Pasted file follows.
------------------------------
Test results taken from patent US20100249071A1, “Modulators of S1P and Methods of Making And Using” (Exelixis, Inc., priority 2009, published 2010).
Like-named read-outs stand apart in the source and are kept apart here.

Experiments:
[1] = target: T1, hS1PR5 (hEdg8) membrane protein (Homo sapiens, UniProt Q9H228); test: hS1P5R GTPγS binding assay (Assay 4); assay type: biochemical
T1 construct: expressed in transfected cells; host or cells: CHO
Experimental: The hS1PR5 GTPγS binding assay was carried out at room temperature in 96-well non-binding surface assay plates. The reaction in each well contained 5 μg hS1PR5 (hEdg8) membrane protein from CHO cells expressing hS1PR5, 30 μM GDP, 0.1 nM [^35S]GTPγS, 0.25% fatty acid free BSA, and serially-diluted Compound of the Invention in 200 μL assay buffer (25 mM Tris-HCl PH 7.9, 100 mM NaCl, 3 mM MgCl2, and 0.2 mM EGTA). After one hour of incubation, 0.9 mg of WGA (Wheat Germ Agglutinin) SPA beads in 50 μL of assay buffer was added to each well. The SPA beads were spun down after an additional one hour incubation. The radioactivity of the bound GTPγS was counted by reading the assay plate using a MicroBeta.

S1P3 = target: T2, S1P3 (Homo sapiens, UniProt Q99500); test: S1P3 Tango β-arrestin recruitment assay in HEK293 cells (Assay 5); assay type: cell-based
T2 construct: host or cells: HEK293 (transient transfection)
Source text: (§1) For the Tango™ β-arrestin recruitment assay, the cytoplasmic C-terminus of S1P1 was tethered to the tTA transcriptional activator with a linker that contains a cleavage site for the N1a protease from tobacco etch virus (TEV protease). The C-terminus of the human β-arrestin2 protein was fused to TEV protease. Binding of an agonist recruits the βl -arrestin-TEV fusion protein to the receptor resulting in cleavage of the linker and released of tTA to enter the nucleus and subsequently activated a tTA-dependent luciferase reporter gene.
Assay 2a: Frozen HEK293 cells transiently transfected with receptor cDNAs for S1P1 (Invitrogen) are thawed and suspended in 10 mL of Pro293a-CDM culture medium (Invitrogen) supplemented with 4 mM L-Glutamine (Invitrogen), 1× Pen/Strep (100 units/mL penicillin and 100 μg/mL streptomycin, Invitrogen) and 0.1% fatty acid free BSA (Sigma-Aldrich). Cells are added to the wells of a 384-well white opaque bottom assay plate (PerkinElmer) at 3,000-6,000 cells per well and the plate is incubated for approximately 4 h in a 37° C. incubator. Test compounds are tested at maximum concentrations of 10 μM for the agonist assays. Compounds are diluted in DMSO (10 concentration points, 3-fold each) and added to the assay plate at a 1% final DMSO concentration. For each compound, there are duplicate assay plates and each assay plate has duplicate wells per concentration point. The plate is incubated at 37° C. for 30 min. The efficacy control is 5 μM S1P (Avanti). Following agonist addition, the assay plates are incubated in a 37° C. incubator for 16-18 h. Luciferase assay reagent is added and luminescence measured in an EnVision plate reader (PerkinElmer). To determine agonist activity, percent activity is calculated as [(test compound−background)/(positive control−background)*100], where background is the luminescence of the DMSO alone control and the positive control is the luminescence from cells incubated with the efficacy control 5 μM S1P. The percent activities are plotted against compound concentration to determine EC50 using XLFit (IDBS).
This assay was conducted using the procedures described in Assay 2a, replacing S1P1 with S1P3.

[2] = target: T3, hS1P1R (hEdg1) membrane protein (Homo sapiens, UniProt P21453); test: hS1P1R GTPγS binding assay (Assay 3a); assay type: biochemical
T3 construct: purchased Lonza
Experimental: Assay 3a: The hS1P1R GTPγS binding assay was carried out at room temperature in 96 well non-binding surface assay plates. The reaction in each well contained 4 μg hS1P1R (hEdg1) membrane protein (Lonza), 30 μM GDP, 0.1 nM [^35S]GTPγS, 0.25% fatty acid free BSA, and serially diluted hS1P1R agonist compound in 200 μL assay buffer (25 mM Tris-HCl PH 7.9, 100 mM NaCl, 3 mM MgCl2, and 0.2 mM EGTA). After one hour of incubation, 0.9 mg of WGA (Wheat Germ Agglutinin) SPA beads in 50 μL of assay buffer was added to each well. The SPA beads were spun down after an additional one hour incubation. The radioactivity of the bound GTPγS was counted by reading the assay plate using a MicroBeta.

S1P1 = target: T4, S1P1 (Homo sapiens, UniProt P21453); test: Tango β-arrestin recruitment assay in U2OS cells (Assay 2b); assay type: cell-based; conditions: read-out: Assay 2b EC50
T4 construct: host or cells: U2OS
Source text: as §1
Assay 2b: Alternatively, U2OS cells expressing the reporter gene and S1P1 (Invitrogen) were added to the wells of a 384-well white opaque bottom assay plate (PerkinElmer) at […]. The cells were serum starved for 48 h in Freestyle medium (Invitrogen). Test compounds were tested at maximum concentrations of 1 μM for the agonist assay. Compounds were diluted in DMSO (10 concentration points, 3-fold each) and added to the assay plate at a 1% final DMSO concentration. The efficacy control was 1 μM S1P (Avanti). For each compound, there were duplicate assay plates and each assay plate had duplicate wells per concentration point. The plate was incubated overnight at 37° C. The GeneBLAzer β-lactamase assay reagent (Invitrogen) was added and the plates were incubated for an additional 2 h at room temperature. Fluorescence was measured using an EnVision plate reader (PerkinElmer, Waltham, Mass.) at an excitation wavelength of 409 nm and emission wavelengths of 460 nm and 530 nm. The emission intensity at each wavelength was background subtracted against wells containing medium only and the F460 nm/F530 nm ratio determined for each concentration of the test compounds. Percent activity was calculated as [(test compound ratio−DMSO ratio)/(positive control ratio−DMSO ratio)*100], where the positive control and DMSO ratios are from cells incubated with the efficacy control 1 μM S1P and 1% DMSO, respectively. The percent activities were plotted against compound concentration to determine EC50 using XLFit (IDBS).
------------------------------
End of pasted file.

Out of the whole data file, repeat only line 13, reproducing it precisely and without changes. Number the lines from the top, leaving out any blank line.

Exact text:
T3 construct: purchased Lonza